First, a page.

Compare any two graphics cards:
GeForce GTX Titan vs Geforce GTX 690
IntroThe GeForce GTX Titan has a core clock frequency of 837 MHz and a GDDR5 memory frequency of 1502 MHz. It also makes use of a 384-bit memory bus, and makes use of a 28 nm design. It is made up of 2688 SPUs, 224 Texture Address Units, and 48 Raster Operation Units.
Compare those specs to the Geforce GTX 690, which comes with a clock frequency of 915 MHz and a GDDR5 memory speed of 1502 MHz. It also makes use of a 256-bit bus, and makes use of a 28 nm design. It is made up of 1536 SPUs, 128 Texture Address Units, and 32 Raster Operation Units.
BenchmarksThese are real-world performance benchmarks that were submitted by Hardware Compare users. The scores seen here are the average of all benchmarks submitted for each respective test and hardware.
3DMark Fire Strike Graphics Score
Power Usage and Theoretical Benchmarks
Power Consumption (Max TDP)
The Geforce GTX 690 should theoretically perform much faster than the GeForce GTX Titan in general. (explain)
Texel RateThe Geforce GTX 690 should be much (more or less 25%) more effective at anisotropic filtering than the GeForce GTX Titan. (explain)
Pixel RateThe Geforce GTX 690 will be quite a bit (about 46%) faster with regards to full screen anti-aliasing than the GeForce GTX Titan, and will be capable of handling higher resolutions without slowing down too much. (explain)
Please note that the above 'benchmarks' are all just theoretical - the results were calculated based on the card's specifications, and real-world performance may (and probably will) vary at least a bit.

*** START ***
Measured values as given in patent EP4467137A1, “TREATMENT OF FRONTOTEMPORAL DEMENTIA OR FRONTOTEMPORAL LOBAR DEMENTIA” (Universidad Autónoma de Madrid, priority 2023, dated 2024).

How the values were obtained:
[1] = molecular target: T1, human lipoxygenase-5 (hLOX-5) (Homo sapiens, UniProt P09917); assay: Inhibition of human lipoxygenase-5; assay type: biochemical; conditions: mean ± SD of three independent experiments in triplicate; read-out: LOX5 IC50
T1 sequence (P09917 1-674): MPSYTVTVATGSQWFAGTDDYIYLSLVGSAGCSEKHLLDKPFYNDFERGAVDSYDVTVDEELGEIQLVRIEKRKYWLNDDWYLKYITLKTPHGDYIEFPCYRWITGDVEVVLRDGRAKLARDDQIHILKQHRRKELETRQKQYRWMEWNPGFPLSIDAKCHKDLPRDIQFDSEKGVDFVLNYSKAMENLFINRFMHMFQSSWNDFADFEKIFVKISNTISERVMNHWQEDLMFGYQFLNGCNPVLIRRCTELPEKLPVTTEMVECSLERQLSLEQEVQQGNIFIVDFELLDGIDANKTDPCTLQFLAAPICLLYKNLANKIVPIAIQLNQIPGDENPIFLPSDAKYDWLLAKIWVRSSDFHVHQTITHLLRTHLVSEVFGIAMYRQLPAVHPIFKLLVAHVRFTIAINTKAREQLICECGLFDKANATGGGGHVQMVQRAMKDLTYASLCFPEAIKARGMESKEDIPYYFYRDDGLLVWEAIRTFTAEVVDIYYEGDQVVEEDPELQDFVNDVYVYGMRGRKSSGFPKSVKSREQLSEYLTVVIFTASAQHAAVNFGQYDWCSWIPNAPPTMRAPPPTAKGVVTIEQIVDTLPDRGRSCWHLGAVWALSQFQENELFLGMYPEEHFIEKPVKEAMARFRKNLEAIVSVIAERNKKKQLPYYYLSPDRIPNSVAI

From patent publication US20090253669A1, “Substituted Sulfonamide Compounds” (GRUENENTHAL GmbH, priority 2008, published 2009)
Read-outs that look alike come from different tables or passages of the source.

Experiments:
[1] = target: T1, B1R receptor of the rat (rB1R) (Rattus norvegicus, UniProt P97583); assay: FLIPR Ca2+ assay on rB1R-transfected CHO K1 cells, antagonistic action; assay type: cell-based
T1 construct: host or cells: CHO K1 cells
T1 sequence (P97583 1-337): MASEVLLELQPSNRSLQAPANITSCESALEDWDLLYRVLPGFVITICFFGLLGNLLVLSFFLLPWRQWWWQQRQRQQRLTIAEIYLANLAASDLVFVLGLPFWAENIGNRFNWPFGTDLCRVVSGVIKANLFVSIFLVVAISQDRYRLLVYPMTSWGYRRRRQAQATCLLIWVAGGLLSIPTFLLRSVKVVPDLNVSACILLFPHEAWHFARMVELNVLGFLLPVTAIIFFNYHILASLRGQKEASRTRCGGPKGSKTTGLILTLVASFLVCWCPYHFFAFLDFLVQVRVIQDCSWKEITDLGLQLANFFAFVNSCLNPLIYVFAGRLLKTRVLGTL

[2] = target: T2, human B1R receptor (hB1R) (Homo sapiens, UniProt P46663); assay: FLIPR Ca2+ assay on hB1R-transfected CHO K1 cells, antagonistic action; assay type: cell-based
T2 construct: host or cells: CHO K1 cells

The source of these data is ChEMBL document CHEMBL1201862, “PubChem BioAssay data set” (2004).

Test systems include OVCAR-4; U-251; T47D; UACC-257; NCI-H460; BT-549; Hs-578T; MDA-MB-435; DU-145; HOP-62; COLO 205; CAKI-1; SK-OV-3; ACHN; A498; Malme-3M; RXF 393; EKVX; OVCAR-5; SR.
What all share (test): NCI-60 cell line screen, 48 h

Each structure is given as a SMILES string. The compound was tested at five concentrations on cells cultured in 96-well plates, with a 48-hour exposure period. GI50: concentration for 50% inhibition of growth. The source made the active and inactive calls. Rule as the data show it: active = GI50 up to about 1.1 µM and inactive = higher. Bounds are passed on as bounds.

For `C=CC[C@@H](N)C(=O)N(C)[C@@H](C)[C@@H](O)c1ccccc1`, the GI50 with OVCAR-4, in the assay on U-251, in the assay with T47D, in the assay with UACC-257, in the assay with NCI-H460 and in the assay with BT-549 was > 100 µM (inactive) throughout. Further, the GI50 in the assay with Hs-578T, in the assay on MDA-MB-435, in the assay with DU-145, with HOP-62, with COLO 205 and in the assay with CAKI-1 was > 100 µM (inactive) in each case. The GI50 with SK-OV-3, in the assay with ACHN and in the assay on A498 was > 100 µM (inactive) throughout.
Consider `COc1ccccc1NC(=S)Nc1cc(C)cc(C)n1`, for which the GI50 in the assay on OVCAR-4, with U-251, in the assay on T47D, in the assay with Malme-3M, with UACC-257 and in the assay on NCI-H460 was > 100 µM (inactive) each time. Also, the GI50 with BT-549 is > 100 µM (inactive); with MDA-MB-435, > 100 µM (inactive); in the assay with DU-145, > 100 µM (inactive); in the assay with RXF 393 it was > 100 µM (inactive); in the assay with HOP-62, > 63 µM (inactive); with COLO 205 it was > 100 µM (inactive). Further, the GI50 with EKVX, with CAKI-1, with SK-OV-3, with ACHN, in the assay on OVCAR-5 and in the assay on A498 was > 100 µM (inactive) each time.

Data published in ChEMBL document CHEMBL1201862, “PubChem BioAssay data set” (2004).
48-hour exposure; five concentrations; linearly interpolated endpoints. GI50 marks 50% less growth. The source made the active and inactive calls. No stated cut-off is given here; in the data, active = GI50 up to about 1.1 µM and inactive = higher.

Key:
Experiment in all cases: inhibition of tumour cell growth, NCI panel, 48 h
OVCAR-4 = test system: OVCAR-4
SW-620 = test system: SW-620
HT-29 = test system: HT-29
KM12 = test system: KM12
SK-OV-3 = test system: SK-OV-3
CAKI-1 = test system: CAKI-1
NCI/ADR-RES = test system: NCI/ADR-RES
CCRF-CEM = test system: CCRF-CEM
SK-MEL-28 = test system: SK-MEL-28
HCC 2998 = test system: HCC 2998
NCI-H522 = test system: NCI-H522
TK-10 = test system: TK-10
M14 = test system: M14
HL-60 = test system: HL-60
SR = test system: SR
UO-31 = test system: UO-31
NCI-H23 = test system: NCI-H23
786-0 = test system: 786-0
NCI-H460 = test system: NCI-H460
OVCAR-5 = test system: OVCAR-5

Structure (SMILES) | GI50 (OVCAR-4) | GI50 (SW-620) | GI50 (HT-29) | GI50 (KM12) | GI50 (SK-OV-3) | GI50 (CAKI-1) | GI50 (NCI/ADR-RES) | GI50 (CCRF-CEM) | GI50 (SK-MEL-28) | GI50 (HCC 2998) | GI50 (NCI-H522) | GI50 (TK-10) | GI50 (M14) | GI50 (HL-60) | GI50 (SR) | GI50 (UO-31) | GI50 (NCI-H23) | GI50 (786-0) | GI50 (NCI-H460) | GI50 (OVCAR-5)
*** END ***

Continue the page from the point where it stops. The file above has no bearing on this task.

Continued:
One or more cards in this comparison are multi-core. This means that their bandwidth, texel and pixel rates are theoretically doubled - this does not mean the card will actually perform twice as fast, but only that it should in theory be able to. Actual game benchmarks will give a more accurate idea of what it's capable of.
GeForce GTX Titan
Geforce GTX 690
Memory Bandwidth: Memory bandwidth is the max amount of data (counted in megabytes per second) that can be moved across the external memory interface in one second. It is worked out by multiplying the card's bus width by its memory clock speed. In the case of DDR type RAM, it should be multiplied by 2 once again. If DDR5, multiply by ANOTHER 2x. The better the memory bandwidth, the faster the card will be in general. It especially helps with anti-aliasing, HDR and higher screen resolutions.
Texel Rate: Texel rate is the maximum amount of texture map elements (texels) that are applied per second. This figure is calculated by multiplying the total texture units of the card by the core speed of the chip. The higher this number, the better the graphics card will be at texture filtering (anisotropic filtering - AF). It is measured in millions of texels in one second.
Pixel Rate: Pixel rate is the most pixels the graphics card could possibly record to the local memory per second - measured in millions of pixels per second. The figure is worked out by multiplying the amount of Render Output Units by the clock speed of the card. ROPs (Raster Operations Pipelines - also called Render Output Units) are responsible for filling the screen with pixels (the image). The actual pixel fill rate is also dependant on quite a few other factors, most notably the memory bandwidth of the card - the lower the bandwidth is, the lower the ability to reach the maximum fill rate.
GeForce GTX Titan
Geforce GTX 690